Does Red-Hot Clubhouse Have Social Staying Power?
Clubhouse is red-hot. Everyone wants to be on Clubhouse.
It’s the right product for the right time.
People are feeling lonely and isolated. They’re hunkering down and bored with Netflix, board games, books, and puzzles.
Clubhouse is an easy distraction (aka rabbit hole). If you can get an invitation, it is easy to connect with like-minded people; people who share your interests.
It’s one way to explain the rabid enthusiasm for Clubhouse; people are happily spending hours talking and talking.
The question is “why?”. Why so much time on Clubhouse when they could/should be working, exercising, spending time with friends and family, etc.?
I mean, there’s apparently a Clubhouse room for marketers at 10 p.m. on Fridays.
For now, Clubhouse is an easy way to feeling socially connected.
But what happens in six months when we get to meet with our friends and colleagues and some of us go back to work?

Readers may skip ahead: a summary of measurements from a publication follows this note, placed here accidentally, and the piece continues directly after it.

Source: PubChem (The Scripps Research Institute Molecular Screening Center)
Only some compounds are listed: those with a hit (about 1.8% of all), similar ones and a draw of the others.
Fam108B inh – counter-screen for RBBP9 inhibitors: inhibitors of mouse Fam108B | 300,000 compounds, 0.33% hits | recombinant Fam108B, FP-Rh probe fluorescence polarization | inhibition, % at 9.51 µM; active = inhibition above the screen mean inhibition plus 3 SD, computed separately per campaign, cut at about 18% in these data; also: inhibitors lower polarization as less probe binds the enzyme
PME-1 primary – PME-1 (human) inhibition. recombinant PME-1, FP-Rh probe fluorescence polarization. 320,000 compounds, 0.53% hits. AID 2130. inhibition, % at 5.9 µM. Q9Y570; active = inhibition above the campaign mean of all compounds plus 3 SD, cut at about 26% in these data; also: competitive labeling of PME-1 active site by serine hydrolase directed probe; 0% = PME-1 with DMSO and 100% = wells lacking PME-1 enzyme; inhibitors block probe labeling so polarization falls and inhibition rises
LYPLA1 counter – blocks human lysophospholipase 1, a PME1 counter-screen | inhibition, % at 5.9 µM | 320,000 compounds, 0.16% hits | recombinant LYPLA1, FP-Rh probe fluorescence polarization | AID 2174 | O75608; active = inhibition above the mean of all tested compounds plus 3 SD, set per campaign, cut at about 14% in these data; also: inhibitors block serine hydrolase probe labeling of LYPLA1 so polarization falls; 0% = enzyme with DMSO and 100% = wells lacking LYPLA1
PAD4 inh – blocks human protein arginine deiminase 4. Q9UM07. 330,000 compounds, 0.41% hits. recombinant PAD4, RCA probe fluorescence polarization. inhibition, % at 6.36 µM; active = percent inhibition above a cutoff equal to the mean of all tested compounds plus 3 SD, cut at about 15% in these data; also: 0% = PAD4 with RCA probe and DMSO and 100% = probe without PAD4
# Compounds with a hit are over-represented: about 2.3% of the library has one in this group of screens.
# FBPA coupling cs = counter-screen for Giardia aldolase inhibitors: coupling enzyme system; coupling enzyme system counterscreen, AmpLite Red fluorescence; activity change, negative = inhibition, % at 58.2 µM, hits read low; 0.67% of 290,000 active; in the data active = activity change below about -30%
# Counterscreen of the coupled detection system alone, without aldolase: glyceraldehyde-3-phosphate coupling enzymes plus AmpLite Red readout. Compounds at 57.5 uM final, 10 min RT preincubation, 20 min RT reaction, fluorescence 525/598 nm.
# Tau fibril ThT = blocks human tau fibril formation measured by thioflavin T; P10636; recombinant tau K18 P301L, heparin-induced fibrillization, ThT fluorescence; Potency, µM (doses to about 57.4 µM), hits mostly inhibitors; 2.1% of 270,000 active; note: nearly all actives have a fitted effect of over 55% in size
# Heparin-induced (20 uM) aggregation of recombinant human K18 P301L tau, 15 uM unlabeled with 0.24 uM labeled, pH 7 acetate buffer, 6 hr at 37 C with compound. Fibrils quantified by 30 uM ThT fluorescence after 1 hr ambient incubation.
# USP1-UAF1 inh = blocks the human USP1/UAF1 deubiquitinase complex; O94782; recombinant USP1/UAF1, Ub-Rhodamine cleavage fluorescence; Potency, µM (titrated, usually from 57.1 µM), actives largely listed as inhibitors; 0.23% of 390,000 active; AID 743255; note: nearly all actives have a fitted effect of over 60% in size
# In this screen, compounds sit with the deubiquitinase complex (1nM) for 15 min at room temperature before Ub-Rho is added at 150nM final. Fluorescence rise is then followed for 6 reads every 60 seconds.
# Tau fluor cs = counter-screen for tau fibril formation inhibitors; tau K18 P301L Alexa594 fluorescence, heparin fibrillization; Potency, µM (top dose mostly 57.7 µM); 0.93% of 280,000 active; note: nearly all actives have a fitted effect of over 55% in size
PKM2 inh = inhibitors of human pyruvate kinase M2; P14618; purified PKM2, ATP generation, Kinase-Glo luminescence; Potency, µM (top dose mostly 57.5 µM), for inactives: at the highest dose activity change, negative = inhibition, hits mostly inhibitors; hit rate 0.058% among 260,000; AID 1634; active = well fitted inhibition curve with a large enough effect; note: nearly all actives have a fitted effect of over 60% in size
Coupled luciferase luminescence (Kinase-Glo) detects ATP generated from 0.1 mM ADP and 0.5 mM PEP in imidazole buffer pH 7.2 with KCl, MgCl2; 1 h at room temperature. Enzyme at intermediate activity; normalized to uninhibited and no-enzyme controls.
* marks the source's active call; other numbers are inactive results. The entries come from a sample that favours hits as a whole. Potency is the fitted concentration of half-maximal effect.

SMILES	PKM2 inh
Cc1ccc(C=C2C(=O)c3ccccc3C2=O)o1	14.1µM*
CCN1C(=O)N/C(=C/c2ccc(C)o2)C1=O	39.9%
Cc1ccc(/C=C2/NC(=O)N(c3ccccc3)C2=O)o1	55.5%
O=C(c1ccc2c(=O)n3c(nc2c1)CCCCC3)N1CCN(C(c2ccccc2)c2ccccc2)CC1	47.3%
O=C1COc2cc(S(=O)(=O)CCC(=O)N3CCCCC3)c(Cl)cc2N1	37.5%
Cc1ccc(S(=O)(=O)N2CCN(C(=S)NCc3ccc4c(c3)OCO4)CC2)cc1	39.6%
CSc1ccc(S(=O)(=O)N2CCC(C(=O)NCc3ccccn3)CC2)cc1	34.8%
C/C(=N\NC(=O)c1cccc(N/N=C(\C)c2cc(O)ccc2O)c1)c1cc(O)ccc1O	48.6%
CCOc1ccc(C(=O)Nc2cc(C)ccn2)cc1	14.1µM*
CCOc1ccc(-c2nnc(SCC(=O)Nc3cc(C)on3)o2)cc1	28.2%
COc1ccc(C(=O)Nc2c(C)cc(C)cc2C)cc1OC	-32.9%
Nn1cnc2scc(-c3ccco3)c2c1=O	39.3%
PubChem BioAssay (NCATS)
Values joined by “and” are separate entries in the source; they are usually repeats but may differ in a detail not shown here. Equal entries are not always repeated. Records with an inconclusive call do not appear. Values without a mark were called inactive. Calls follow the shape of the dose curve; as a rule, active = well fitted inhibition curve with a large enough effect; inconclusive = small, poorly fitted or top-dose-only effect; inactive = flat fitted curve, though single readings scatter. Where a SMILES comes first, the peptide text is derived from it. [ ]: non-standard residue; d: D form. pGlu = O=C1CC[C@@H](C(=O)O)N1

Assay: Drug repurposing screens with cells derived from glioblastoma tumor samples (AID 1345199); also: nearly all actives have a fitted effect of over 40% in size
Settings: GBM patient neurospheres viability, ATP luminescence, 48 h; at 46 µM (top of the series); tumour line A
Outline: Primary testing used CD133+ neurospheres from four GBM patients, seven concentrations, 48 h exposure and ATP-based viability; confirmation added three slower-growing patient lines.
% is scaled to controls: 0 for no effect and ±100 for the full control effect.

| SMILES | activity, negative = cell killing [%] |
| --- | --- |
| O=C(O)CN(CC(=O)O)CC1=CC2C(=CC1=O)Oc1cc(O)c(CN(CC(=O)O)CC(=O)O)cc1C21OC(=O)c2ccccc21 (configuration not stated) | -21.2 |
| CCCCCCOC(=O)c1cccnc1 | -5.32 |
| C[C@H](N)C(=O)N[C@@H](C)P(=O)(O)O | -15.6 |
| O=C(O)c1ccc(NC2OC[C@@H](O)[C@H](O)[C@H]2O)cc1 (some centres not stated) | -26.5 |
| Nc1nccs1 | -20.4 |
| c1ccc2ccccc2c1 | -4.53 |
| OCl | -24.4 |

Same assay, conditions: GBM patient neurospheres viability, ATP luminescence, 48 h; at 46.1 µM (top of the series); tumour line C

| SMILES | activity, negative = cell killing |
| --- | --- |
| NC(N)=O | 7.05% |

Will there be time to listen or as much of a need for Clubhouse?
Don’t get me wrong, Clubhouse has value and it will become a popular social media platform. I see it as a place for thought leadership, communities, forums, and podcasting.
But Clubhouse, in many ways, is having a moment.
The hype is being driven by a brilliant marketing strategy (invite-only) and a small army of evangelists doing a great job of spreading the word.
You have to believe there’s a huge case of FOMO happening. People who passed on the early days of TikTok, Instagram, and Snapchat will not do the same thing with Clubhouse.
Call me ambivalent. How about you?
More: Clubhouse just announced it has raised another round of venture capital that would raise its valuation to $1-billion.
This is a 10-person startup that:
- Makes no revenue
- Doesn’t have an Android app, although it could be coming soon
- Remains invite-only (with two million current registered users, not all of them active)
Andreessen Horowitz, which has been involved in both financing rounds, writes that “the audio innovation of the next decade will rival what we’ve seen in video apps over the past few years,” moving from passive podcast/audiobook listening to more interactive formats.
My prediction: Clubhouse will likely be acquired for $2-billion to $3-billion this year by Apple, Amazon, Microsoft, or Spotify. In many respects, it reminds me of Instagram, a 10-person startup acquired by Facebook for $1-billion, which turned out to be a bargain.
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